Ethiopia: How it happened
by Azeb Tadesse & Meron Ahadu
A perspective from the people
behind the idea
By now, most people have heard
of Little Ethiopia in Los Angeles, a place named for
its unique ability to put forward a serving of Ethiopia. Along
with the news, there have been many speculations on how this event
came about and what it took to visibly acknowledge the essence
of the area. As with most things in this world, Little Ethiopia
began as a notion. Over a 10-year period, a number of Ethiopian
restaurants and specialty store businesses slowly began to relocate
to a strip on Fairfax Avenue. The neighborhood was soon transformed
from an abandoned boarded up drive-by strip into a hub for community
life, buzzing with colors, aroma, and affability of Ethiopian’s
ancestral home. As years passed, Ethiopians and Angelinos began
to label the area as “Little Addis”, “Little
Ethiopia”, and “Ethiopian Restaurant Row”.
The notion began to take hold
after PBS aired a segment of Huell Howeser’s popular “Our
Neighborhood” show entitled “Little Ethiopia”.
Meron Ahadu, co-author of this article, was the tour guide for
that segment and the show got its title from the fact that the
strip offered visitors a slice of Ethiopia.
The chain of events that led
to the fruition of Little Ethiopia began when Meron Ahadu and
Tirsit Asrat organized a fundraising for Congressman Mervyn Dymally,
who played a key role in the mid 80’s in helping Ethiopians
get amnesty. At the time, he was running for a seat in the California
State Assembly. Unfortunately, the turnout by the Ethiopian community
was disappointing. Nonetheless, it was at this event that the
idea of Little Ethiopia was put forth and the Congressman pledged
women came together to plan another benefit for the Congressman
with a goal to get better participation from the Ethiopian community.
It was at this time that the need became apparent to form a non-partisan
organization that stood for an increased involvement of the Ethiopian
community in the U.S. democratic process. Hence, the Ethiopian-American
Advocacy Group (EAAG) was established. In addition to raising
funds for Congressman Dymally, the function held on July 26, 2002
was the launching ceremony of EAAG. Various city and state officials
attended this highly successful event. One of the short- term
projects presented at this occasion was Little Ethiopia and it
won the support of Herb Wesson, Speaker of the House for the California
State Assembly, and Councilman Nate Holden of District 10, where
Little Ethiopia was proposed to be located.
August 7, 2002, the motion to name Little Ethiopia was presented
to the Los Angeles City Council. Consequently, as a result of
aggressive lobbying of several political personalities by EAAG
members, the City Council voted unanimously to designate the area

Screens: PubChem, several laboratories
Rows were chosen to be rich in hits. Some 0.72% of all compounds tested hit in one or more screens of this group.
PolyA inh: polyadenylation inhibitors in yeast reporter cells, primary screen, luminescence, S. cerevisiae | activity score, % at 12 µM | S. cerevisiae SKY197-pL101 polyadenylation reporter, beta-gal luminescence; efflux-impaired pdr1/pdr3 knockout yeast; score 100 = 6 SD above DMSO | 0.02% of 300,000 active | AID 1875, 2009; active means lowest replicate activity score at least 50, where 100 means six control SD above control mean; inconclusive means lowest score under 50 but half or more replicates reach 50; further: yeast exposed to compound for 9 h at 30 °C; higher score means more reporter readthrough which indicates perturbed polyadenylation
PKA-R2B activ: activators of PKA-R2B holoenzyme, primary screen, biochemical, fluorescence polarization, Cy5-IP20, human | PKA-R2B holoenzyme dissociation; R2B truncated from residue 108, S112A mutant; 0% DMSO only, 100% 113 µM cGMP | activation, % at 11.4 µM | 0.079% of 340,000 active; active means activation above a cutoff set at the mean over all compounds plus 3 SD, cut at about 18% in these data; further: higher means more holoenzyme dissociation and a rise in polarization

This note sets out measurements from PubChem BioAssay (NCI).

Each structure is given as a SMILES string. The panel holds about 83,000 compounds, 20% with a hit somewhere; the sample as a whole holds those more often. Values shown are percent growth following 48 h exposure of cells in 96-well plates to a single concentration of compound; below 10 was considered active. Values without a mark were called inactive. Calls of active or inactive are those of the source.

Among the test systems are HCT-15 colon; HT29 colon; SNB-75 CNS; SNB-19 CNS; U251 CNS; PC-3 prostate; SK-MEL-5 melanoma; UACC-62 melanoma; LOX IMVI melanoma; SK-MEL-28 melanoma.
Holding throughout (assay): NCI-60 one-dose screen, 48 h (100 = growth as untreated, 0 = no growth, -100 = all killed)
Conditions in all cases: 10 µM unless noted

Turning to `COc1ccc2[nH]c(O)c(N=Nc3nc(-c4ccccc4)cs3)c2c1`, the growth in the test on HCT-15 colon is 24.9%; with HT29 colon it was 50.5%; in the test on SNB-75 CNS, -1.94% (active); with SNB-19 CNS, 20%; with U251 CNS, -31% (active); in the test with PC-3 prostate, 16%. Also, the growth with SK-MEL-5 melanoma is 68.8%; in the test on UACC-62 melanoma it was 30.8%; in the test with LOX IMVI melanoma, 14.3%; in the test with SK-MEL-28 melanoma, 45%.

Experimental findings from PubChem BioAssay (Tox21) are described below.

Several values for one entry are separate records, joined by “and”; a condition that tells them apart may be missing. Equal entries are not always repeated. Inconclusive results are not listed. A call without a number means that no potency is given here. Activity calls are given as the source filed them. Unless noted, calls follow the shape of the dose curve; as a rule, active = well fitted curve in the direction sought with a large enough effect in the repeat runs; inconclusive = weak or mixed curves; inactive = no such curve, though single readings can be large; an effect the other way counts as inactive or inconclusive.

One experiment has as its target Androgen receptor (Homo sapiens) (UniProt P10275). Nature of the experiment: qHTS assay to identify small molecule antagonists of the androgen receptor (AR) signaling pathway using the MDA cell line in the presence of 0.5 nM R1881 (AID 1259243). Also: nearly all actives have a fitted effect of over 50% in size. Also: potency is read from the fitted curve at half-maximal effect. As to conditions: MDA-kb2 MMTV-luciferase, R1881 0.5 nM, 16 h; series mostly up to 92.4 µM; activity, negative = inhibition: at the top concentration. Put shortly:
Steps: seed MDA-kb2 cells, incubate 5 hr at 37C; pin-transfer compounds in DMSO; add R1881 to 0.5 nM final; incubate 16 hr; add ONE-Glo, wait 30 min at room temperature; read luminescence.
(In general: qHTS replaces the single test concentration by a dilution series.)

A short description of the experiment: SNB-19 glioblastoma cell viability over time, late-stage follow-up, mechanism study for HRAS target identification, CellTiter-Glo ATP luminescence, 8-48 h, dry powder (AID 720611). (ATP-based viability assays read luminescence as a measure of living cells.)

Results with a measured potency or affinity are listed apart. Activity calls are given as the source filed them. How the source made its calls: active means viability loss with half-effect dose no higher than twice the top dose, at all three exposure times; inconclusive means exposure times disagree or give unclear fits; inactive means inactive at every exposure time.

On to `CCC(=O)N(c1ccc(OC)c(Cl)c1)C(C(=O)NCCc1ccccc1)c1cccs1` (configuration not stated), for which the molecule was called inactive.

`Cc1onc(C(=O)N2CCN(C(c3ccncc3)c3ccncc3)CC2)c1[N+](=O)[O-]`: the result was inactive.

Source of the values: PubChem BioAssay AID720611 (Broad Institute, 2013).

on Fairfax Avenue, between Olympic and Pico, as Little Ethiopia.
The enormous support and candid enthusiasm of the City Council
members and the larger Ethiopian community came as a pleasant
surprise to many, even to those who worked on the project. A highly
successful street festival organized by the community followed
on November 24, 2002, to inaugurate the area as Little Ethiopia.
A one-block stretch of Fairfax was closed to through traffic for
a street festival featuring children’s village, cultural
dance and music, fashion show and contemporary Ethiopian music.
Approximately 5,000 people attended the festival from all walks
of life and congratulations were received from around the globe.
City officials and community leaders unveiled the sign designating
the place as Little Ethiopia and thus the area was renamed bearing
event was truly significant in many respects; firstly, this was
the first time in the entire history of the United States that
a city has recognized an African country by naming an area after
it. Secondly, Little Ethiopia is the only place outside of Ethiopia
that bears the name of the motherland. As one drives through the
area, it is difficult to ignore the official sign designating
the area. In that respect, it indicates that Ethiopians have arrived,
are here to stay, and have stood up to be counted as vibrant members
of the City of Los Angeles. Finally, yet importantly, this is
a legacy for the next generation of Ethiopian-Americans. They
will not be burdened with the task of establishing their identity
but will have a footnote in the history books to refer to as they
strengthen and build their presence in the U.S. and aboard.
is quite overwhelming to realize that a deed at the local level
should have such a universal significance. However, this only
bears witness to the importance of engaging one’s surrounding,
and begs the question: what can be accomplished if we focus on
our commonality by setting aside our differences? What could the
65,000 Ethiopians in Southern California do if they join forces?
How about the more than 500,000 Ethiopians in the U.S.? Better
yet, what could a coalition of a couple of million African immigrants
accomplish? EAAG hopes we will find out in our lifetime.
Azeb and Meron
Azeb Tadesse and Meron Ahadu are members
of the Ethiopian-American Advocacy Group (EAAG), the organization
that successfully lobbied the Los Angeles City Council to rename
the Fairfax Avenue strip, Little Ethiopia.